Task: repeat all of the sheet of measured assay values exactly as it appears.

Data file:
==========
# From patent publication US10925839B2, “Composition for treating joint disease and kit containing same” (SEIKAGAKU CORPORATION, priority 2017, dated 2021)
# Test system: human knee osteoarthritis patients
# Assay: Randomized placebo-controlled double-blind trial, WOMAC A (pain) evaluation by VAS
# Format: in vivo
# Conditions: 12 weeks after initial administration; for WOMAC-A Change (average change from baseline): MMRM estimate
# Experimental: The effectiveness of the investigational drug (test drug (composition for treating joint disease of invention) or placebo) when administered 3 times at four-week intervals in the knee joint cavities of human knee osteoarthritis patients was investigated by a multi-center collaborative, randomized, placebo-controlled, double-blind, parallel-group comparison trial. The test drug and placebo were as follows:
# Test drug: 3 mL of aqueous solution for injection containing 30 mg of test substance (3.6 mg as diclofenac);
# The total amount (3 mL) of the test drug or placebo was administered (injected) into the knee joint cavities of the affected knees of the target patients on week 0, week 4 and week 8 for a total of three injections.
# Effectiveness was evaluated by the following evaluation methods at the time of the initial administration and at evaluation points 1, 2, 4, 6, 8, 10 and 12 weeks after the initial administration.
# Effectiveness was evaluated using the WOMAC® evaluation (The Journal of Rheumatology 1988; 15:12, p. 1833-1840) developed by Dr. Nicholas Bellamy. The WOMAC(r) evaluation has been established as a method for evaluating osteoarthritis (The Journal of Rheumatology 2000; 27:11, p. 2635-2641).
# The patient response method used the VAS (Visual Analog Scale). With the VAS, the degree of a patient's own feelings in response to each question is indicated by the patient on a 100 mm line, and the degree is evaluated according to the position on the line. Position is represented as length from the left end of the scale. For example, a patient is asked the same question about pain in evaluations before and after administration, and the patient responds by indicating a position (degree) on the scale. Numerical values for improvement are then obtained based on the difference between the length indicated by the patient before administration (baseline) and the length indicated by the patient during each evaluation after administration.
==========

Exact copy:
# From patent publication US10925839B2, “Composition for treating joint disease and kit containing same” (SEIKAGAKU CORPORATION, priority 2017, dated 2021)
# Test system: human knee osteoarthritis patients
# Assay: Randomized placebo-controlled double-blind trial, WOMAC A (pain) evaluation by VAS
# Format: in vivo
# Conditions: 12 weeks after initial administration; for WOMAC-A Change (average change from baseline): MMRM estimate
# Experimental: The effectiveness of the investigational drug (test drug (composition for treating joint disease of invention) or placebo) when administered 3 times at four-week intervals in the knee joint cavities of human knee osteoarthritis patients was investigated by a multi-center collaborative, randomized, placebo-controlled, double-blind, parallel-group comparison trial. The test drug and placebo were as follows:
# Test drug: 3 mL of aqueous solution for injection containing 30 mg of test substance (3.6 mg as diclofenac);
# The total amount (3 mL) of the test drug or placebo was administered (injected) into the knee joint cavities of the affected knees of the target patients on week 0, week 4 and week 8 for a total of three injections.
# Effectiveness was evaluated by the following evaluation methods at the time of the initial administration and at evaluation points 1, 2, 4, 6, 8, 10 and 12 weeks after the initial administration.
# Effectiveness was evaluated using the WOMAC® evaluation (The Journal of Rheumatology 1988; 15:12, p. 1833-1840) developed by Dr. Nicholas Bellamy. The WOMAC(r) evaluation has been established as a method for evaluating osteoarthritis (The Journal of Rheumatology 2000; 27:11, p. 2635-2641).
# The patient response method used the VAS (Visual Analog Scale). With the VAS, the degree of a patient's own feelings in response to each question is indicated by the patient on a 100 mm line, and the degree is evaluated according to the position on the line. Position is represented as length from the left end of the scale. For example, a patient is asked the same question about pain in evaluations before and after administration, and the patient responds by indicating a position (degree) on the scale. Numerical values for improvement are then obtained based on the difference between the length indicated by the patient before administration (baseline) and the length indicated by the patient during each evaluation after administration.